Who: George Clooney, Julia Roberts, Jack O’Connell and Dominic West What: Financial TV host Lee Gates and his producer Patty are put into an explosive situation when an irate investor takes over their studio. When: May 13th Why: While this topic, taking Wall Street and its subcultures to task for their hubris, may be a little stale eight years out from the market crash, it’s sadly still relevant today for many people in the country. The trailer seemingly gives away most of the film, but it looks like a serious take on the repercussions of politics and financial institutions failing the common people, but with a real-time ticking clock (attached to a bomb) involved to make the tension even more palpable. Plus, it’s been five years since Jodie Foster last directed a film, so it’ll be interesting to see how she fares with this stellar cast and potentially hot-button topic.
Keegan-Michael Key, Jordan Peele, Tiffany Haddish, Method Man, Jason Mitchell, Will Forte, Nia Long
After gaining popularity with their eponymous Comedy Central sketch show, it was only a matter of time before Keegan-Michael Key and Jordan Peele made the jump to the big screen. The duo’s debut feature “Keanu,” co-written by Peele and frequent collaborator Alex Rubens, may not be as steeped in political and racial humor as some of their funnier skits, but it’s an enjoyable and often hilarious action-comedy that serves as the perfect showcase for Key and Peele’s excellent onscreen chemistry. Apart from perhaps Tina Fey and Amy Poehler, there isn’t a better comedy team in the business, and when combined with a cute-as-a-button tabby kitten that looks adorable even while dodging bullets amid a deadly gangland shootout, it’s no surprise that “Keanu” leaves you with a big smile plastered on your face.
The audience first meets the titular feline during the aforementioned massacre, barely escaping after his drug lord owner is killed by a pair of silent assassins and eventually landing on the doorstep of recently dumped stoner Rell (Peele), whose spirits are quickly lifted by the lovable kitten, which he renames Keanu. A few weeks later, Rell returns home from a night out with his cousin Clarence (Key) to find his place ransacked and Keanu stolen. Following up on a tip from Rell’s drug dealer neighbor (Will Forte), whose apartment was the intended target, the cousins go undercover as a pair of hardened thugs named Tectonic and Shark Tank to retrieve Keanu from the gang responsible for the robbery. Their leader Cheddar (Method Man) has already taken a shine to the kitten, but he agrees to give him up if Rell and Clarence – whom he mistakes for the Allentown Brothers (also played by Key and Peele), the assassins from the opening – tag along with his crew on an upcoming drug deal. Meanwhile, the real Allentown Brothers, who have fallen for the kitten as well (did I mention he’s really cute?), are hot on their trail.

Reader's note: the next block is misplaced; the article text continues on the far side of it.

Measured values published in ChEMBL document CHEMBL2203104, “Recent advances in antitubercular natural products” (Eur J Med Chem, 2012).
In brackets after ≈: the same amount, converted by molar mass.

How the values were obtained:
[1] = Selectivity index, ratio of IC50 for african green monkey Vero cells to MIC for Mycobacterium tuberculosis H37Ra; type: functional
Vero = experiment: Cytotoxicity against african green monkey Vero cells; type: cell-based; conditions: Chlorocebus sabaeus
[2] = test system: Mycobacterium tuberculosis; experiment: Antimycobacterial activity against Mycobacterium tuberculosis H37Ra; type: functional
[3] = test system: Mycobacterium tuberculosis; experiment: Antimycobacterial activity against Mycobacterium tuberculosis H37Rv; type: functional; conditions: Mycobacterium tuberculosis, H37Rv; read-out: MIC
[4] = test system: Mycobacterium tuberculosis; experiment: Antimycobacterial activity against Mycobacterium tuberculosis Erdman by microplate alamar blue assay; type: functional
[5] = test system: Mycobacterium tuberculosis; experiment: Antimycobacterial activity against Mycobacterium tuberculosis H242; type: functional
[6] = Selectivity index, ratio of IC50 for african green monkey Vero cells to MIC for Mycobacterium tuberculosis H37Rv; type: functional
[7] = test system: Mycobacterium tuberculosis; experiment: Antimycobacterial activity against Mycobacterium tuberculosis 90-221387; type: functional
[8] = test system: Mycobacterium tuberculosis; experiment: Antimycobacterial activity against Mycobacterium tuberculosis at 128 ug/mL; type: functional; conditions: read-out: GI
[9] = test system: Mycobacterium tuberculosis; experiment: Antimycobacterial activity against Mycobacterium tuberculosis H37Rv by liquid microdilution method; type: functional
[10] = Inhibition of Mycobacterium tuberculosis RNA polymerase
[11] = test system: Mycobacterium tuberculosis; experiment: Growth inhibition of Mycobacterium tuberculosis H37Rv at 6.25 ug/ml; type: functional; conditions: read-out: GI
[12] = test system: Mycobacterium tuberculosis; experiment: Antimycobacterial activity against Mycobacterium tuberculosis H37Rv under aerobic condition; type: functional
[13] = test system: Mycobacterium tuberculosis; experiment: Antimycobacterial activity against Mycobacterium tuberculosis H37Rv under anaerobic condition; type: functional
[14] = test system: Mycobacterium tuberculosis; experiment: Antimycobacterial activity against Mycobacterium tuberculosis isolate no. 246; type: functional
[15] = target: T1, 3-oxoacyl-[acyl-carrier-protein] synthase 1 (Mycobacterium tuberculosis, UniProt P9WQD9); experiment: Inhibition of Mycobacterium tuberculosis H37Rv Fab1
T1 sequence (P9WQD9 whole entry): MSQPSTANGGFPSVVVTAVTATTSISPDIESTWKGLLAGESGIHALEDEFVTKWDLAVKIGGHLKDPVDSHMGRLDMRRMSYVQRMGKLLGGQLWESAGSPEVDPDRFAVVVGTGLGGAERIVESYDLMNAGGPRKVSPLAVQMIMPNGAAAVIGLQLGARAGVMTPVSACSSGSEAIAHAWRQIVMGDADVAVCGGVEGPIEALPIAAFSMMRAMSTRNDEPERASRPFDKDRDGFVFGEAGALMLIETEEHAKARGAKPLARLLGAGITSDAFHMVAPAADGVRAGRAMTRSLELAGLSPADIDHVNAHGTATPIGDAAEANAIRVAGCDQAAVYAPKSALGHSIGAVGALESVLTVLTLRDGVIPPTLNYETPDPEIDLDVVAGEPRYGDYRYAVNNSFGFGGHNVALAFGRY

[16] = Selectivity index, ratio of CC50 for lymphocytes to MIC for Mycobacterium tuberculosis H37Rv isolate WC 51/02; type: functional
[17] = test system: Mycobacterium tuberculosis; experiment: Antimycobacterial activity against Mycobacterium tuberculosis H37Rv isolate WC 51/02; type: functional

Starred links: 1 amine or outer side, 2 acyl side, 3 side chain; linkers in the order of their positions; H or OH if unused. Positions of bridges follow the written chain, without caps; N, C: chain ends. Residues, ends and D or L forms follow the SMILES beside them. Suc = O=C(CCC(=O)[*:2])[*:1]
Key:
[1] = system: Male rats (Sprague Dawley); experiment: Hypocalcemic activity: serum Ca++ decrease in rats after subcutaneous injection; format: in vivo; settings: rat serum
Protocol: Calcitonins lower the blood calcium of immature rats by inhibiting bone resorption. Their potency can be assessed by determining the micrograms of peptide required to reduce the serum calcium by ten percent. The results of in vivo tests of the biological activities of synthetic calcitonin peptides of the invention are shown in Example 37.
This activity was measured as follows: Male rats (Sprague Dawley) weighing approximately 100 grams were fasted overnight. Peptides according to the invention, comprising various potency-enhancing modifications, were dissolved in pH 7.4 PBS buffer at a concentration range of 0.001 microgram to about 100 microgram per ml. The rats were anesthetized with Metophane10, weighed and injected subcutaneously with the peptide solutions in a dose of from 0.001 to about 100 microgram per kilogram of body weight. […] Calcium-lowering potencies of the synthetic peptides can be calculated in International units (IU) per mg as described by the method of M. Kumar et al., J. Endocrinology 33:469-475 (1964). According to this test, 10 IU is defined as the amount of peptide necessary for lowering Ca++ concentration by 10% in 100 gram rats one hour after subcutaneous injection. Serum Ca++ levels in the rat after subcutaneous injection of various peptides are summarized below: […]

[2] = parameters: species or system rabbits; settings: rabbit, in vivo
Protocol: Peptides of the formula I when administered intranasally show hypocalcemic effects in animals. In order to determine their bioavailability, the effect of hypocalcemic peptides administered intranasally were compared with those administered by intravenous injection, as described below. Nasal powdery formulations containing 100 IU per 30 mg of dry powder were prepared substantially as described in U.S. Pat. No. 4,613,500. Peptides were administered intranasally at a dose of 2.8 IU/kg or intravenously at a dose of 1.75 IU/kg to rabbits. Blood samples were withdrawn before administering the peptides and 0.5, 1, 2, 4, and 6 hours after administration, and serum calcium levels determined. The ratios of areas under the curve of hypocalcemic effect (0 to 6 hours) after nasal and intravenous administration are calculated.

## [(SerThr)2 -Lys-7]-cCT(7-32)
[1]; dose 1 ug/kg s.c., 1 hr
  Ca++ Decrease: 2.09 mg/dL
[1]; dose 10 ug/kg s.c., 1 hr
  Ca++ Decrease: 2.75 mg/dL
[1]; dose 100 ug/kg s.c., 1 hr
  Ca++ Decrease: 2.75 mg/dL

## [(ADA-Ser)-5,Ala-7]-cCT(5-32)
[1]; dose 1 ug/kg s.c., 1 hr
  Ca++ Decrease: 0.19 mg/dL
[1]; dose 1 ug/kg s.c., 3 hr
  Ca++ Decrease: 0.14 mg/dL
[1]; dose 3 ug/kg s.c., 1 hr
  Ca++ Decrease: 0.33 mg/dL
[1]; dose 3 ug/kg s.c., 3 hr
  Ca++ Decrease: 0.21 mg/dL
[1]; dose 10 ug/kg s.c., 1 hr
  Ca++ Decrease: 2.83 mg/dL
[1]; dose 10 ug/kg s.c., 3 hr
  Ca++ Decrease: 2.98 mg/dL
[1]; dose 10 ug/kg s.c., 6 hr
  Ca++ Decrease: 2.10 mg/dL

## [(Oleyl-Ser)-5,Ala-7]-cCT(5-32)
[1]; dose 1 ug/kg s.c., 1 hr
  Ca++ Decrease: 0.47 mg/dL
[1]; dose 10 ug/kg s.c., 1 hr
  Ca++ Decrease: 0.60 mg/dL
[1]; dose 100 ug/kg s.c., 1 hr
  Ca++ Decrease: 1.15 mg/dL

Anton Yelchin, Patrick Stewart, Imogen Poots, Alia Shawkat, Joe Cole, Callum Turner, Mark Webber, Macon Blair
Jeremy Saulnier’s sophomore feature “Blue Ruin” established him as a director to keep an eye on. The revenge tale was a brutal, dramatically rich and intense thriller. With his third feature, “Green Room,” Saulnier dials things up a few notches, delivering his most propulsive and unshakeable experience yet.
Pat (Anton Yelchin), Sam (Alia Shawkat), Reece (Joe Cole) and Tiger (Callum Turner) are members of the punk rock band The Ain’t Rights, a group barely scraping by to get from gig to gig. After an embarrassing performance at a Mexican restaurant, the group gets desperate and, against their better judgement, end up playing at a bar packed with white supremacists, led by the imposing but calm Darcy Banker (Sir Patrick Stewart). After the band members witness a murder in the green room (a.k.a. the waiting room for musicians), they must fight to survive the night with the assistance of Amber (Imogen Poots), a mysterious but incredibly capable and violent friend of the deceased.
With a brisk 95-minute runtime, Saulnier’s film is a well-oiled thriller without a single ounce of fat on it. Every scene, every shot and every character helps build this driving energy, which manages to keep growing throughout the film. There are no narrative pit stops in “Green Room” — it’s just mean and lean storytelling, rarely ever allowing the characters to catch their breath and collect their thoughts. This story is always on the move, even when the lead ensemble is stuck in the green room for a large portion of the film.